The making of an Experience Field in one year shows amazing speed – this is China after all. Exactly one year ago, coincidentally on Hugo’s 116th birthday, Changchun and Geng Rui, the co-founders of the Chinese sponsoring institution Juehuo (the Chinese characters for the name can have two meanings: to feel life or to live an awakened life), found Walter. Juehuo’s wish of making an Experience Field clicked immediately with him.
To people who haven‘t traveled the country it may be hard to imagine, but it is not only high-rises, bridges and tunnels mushrooming in the land but there are also increasing numbers of people who feel the urgent need to act in education – and take things into their own hands. Three hundred Waldorf initiatives in just ten years are just one sign of it and once the idea of the Sensory Experience Field found its way on to Chinese social media, Walter Siegfried Hahn got several requests from all over China. Walter chose Changsha for a reason.
It´s not so much that he liked to read Mao Zedong´s “red bible” in his youth (and Mao Zedong spent his young years in town). It´s not only the spicy, amazingly diverse food he likes a lot. It is the social environment, the embedding in a vibrant network of cultural and scientific initiatives which are not only connected to other lively initiatives in the 8 million-inhabitant city of Changsha but the province of Hunan, the whole of China, and in fact worldwide.
Hahn would prefer to see the thorough communication of the “method” of the Experience Fields rather than the serial construction of installations which might furnish many playgrounds or pedestrian zones throughout the country. “Look at all the amazing things we have today,” says Hahn, “but what if people don´t know how to use them properly?”
According to him our world is out of balance, as we favour matter before process, things before skills. And so, having made the local team come up with some 50 installations so far, he stresses the importance of skill-building while doing so.
Walter has come a long way from directing the largest Experience Fields in Germany (Schloss Freudenberg) and Switzerland (Sensorium). He first went West and did some work in North America (Hawaii and Michigan) and then brought his work to countries as diverse as Bangladesh, Thailand and the Philippines. Throughout this time he has also attended to projects in Europe, like training courses for co-workers of Experience Fields, adding installations or building a sensory park from scratch like now in Changsha.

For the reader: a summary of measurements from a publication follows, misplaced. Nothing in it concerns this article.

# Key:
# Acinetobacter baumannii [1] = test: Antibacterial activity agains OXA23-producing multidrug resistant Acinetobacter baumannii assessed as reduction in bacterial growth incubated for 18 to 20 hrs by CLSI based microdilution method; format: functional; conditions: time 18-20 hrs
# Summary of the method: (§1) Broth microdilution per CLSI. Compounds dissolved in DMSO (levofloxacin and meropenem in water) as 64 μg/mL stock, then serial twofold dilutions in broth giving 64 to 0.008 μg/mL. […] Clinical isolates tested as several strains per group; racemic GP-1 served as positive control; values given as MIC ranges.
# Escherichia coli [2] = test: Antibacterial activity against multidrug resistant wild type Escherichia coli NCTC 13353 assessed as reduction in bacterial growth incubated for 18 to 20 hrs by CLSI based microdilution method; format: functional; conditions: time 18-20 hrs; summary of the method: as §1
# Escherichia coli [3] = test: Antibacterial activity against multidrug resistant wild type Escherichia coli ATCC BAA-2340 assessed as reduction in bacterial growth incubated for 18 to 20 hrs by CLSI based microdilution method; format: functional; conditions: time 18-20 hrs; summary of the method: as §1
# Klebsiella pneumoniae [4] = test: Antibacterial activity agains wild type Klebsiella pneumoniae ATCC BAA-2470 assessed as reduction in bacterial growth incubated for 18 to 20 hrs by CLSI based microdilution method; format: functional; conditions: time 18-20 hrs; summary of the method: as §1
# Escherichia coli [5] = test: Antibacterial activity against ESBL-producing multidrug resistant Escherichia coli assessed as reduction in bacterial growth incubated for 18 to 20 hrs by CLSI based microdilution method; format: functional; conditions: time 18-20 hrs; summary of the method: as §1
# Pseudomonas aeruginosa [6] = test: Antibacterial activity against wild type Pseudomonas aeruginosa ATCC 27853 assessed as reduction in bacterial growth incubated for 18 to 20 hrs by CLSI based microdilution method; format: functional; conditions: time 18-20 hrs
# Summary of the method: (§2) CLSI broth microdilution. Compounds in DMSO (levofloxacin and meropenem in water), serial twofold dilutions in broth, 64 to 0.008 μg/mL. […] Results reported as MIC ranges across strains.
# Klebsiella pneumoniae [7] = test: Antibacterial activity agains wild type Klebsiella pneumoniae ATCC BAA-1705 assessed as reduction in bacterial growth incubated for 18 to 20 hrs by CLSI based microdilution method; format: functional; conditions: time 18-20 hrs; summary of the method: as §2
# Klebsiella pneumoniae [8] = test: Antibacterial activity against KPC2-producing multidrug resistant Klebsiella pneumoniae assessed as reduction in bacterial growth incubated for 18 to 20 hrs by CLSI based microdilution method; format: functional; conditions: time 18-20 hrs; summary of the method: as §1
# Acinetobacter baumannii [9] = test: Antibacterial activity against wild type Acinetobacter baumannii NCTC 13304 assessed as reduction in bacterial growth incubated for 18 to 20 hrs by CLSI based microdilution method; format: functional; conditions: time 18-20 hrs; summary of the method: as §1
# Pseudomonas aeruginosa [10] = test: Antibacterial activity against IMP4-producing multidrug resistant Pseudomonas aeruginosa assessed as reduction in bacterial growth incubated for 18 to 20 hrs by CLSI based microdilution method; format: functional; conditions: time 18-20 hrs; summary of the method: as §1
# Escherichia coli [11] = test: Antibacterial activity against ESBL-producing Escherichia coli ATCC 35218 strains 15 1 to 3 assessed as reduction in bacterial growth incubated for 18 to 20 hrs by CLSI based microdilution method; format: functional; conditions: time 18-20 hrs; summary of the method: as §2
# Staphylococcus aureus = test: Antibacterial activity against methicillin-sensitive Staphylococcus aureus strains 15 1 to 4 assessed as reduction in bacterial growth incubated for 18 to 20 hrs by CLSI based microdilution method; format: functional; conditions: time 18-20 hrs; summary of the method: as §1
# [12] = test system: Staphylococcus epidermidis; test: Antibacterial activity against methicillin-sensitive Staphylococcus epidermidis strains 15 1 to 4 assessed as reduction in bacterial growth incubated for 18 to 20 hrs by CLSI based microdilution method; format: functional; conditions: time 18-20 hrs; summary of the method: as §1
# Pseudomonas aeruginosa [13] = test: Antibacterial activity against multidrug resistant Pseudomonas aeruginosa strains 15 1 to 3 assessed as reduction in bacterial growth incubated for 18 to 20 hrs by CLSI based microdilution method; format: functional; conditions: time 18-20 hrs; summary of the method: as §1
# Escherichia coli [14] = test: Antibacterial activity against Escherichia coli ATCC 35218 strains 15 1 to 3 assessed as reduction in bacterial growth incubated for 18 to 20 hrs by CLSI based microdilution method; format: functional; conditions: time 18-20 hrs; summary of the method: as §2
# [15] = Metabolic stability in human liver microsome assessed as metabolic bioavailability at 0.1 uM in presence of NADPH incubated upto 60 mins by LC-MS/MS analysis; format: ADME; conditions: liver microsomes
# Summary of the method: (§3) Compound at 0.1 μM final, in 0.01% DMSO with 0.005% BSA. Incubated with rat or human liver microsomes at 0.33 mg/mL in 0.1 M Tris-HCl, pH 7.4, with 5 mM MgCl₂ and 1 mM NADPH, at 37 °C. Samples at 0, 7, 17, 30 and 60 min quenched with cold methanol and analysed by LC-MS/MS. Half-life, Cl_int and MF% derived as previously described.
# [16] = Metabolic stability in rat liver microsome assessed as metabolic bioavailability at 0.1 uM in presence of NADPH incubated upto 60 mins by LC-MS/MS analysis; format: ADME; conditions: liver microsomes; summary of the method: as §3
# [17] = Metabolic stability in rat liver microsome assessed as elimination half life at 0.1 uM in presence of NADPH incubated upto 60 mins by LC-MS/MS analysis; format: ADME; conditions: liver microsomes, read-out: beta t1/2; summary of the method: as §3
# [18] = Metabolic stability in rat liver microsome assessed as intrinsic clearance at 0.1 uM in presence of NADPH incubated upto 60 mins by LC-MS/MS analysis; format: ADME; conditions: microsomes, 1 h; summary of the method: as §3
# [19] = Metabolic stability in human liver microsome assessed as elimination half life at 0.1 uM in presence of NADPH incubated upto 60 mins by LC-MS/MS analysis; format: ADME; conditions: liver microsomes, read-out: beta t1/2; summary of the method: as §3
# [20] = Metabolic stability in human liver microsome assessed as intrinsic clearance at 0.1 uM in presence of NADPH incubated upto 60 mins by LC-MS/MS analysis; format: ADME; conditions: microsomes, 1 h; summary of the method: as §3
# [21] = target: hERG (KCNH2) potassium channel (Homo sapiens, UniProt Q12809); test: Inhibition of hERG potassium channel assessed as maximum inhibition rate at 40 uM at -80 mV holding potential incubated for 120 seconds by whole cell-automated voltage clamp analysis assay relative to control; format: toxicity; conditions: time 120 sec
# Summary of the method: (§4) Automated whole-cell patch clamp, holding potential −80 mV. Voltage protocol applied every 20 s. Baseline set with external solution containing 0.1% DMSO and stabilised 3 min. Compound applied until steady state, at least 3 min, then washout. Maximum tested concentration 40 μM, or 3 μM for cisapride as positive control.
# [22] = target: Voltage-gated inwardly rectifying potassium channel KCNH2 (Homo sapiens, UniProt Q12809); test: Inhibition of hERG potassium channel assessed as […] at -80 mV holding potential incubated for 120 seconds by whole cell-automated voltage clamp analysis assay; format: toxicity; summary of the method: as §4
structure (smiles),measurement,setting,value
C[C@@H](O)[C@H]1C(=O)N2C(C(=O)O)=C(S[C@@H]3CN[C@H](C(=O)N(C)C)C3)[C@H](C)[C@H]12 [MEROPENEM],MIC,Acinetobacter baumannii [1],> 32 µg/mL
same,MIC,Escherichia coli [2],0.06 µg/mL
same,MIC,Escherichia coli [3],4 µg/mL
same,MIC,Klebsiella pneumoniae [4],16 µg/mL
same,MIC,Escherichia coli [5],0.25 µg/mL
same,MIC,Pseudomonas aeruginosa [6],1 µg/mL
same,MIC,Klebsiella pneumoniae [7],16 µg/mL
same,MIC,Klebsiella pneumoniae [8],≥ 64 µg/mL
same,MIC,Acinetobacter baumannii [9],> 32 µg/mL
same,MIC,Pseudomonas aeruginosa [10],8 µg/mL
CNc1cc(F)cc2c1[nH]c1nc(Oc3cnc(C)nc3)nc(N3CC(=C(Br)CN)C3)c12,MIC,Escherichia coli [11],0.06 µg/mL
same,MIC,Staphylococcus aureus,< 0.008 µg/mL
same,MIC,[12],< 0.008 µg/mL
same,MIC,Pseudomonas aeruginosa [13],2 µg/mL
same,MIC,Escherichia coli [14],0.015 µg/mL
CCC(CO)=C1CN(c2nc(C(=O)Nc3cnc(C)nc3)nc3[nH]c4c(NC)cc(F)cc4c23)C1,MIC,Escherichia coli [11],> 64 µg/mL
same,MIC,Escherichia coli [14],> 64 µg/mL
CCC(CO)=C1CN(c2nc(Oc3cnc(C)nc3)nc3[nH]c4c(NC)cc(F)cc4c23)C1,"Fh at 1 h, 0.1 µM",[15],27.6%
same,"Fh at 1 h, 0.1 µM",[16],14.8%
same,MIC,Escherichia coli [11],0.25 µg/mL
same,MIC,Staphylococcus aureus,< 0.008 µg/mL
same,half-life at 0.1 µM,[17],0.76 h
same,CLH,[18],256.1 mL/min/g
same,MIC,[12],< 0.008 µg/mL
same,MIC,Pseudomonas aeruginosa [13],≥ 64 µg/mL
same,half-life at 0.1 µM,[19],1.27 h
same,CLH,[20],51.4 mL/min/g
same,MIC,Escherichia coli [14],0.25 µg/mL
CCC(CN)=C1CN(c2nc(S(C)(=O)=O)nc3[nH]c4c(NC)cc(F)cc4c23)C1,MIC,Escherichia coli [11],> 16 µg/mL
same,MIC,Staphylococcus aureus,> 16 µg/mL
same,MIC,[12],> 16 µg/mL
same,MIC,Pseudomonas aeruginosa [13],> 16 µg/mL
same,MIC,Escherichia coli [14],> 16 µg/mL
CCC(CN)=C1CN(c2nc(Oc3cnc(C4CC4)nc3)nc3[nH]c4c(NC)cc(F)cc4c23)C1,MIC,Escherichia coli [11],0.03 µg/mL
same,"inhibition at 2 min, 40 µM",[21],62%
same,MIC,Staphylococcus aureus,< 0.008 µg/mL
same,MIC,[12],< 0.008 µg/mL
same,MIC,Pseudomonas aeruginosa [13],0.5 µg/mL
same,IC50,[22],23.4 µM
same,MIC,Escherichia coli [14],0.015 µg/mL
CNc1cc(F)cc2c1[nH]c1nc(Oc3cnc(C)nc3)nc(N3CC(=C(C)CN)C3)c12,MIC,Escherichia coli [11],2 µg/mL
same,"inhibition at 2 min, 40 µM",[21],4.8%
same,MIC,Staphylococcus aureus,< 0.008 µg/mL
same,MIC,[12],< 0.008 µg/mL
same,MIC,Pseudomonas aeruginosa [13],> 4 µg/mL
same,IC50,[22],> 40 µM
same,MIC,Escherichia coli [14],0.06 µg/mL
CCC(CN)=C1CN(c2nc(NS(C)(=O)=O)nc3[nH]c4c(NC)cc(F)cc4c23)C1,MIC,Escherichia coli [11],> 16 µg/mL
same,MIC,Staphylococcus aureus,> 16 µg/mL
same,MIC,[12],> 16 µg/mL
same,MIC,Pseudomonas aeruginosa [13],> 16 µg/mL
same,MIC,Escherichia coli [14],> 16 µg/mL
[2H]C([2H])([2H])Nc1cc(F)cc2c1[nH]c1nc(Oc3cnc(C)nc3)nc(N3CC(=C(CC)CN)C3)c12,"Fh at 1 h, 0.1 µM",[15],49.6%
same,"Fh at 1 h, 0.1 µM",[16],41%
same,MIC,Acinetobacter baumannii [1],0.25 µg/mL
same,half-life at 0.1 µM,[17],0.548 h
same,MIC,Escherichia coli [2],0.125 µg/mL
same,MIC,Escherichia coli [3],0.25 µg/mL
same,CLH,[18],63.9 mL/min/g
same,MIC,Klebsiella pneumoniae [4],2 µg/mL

Interestingly, even though the Sensory Experience Field is a western concept, Walter has incorporated various Chinese ideas and traditions into his installations here. For example, in the installations made from wood, traditional Chinese wood joints are showcased rather than assembling them just with screws. Or take the sound stones: in the West, a certain Elmar Daucher discovered the sound potential of massive stones as late as the 1970s and Hugo Kükelhaus integrated one such sound stone in his traveling exhibit.
In China, the use of gigantic stones as sound objects goes back 5000 years and they are used into the present in Buddhist temples. Although the sound stones are not widely known in today´s society, there is abundant know-how around as to how to bring out the sound from the “silent” stones and it seemed obvious to make them part of the Sensory Experience Field.